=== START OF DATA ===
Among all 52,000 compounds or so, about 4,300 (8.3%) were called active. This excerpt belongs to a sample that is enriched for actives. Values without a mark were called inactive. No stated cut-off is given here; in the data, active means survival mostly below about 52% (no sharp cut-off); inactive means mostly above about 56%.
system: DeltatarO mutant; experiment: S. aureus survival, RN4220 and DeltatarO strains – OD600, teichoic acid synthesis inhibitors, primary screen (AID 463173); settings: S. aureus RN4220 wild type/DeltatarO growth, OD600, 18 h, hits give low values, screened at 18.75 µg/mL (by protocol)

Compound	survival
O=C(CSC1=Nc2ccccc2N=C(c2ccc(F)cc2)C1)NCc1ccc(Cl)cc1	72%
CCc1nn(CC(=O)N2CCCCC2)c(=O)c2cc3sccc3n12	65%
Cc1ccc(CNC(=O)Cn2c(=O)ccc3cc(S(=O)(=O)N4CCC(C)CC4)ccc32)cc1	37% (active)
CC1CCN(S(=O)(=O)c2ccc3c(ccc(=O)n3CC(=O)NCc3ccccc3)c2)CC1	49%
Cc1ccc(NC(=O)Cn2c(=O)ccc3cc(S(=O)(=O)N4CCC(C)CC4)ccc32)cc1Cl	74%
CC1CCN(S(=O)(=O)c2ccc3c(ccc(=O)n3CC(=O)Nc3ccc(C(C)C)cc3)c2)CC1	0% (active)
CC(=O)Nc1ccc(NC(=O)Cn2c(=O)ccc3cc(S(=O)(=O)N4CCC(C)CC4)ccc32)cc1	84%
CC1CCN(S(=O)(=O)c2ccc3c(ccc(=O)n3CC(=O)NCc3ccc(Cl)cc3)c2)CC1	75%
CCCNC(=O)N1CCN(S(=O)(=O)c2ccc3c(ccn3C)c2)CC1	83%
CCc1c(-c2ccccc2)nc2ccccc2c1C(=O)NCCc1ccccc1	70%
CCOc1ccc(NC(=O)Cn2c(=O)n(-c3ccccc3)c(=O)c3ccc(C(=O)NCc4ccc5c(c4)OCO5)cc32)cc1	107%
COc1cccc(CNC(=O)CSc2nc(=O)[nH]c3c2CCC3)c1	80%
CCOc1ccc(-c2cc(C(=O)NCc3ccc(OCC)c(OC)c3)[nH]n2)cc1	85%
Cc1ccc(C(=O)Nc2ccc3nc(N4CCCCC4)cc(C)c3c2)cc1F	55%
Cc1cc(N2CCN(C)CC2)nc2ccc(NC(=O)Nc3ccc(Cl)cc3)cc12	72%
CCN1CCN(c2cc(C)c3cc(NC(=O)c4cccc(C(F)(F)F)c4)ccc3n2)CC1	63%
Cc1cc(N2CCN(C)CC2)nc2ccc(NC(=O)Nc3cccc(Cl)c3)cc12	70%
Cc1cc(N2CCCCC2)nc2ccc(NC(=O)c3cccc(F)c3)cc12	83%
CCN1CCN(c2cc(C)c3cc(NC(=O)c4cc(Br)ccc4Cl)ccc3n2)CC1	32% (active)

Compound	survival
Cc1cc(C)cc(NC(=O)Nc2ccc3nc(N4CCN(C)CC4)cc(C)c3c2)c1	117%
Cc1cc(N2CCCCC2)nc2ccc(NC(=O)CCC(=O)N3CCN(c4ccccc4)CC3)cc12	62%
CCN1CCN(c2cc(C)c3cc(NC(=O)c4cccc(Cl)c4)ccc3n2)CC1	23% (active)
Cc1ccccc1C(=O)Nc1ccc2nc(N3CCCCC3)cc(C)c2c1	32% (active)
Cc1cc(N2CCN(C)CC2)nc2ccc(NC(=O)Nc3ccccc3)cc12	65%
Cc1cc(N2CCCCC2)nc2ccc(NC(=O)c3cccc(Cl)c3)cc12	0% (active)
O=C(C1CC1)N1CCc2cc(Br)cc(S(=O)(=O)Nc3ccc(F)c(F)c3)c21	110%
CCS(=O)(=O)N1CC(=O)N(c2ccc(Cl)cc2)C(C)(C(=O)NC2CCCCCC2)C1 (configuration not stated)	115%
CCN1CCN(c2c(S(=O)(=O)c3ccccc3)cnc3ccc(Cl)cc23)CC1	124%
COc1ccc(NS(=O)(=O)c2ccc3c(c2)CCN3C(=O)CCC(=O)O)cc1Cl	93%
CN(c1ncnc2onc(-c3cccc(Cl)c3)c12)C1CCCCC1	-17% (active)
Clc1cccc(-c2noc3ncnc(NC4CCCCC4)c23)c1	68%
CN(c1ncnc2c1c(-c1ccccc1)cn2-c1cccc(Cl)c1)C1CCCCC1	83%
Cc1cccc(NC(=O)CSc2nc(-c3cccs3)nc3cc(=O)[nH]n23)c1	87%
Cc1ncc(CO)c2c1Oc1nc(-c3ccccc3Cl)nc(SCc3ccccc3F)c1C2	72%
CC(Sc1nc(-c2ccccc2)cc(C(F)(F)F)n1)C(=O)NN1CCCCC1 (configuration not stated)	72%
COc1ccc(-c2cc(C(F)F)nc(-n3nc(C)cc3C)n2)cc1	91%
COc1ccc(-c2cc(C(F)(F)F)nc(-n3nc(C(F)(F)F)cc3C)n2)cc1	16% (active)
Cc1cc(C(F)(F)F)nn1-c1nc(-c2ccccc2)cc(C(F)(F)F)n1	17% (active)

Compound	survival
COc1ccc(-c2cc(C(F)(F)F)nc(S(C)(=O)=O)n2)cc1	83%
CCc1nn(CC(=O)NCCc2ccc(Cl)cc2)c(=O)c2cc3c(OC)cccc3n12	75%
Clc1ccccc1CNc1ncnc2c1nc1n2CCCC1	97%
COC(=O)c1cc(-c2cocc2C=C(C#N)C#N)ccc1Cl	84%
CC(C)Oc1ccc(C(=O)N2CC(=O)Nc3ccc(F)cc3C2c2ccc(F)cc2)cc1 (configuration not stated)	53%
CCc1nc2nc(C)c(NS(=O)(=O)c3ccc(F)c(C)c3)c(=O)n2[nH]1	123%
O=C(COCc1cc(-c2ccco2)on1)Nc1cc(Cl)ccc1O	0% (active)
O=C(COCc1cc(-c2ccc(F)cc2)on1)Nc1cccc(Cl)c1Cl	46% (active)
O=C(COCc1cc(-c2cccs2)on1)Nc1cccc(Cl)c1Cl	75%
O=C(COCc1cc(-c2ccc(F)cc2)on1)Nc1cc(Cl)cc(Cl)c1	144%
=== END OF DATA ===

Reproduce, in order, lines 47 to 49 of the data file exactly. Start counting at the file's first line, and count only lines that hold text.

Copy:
COC(=O)c1cc(-c2cocc2C=C(C#N)C#N)ccc1Cl	84%
CC(C)Oc1ccc(C(=O)N2CC(=O)Nc3ccc(F)cc3C2c2ccc(F)cc2)cc1 (configuration not stated)	53%
CCc1nc2nc(C)c(NS(=O)(=O)c3ccc(F)c(C)c3)c(=O)n2[nH]1	123%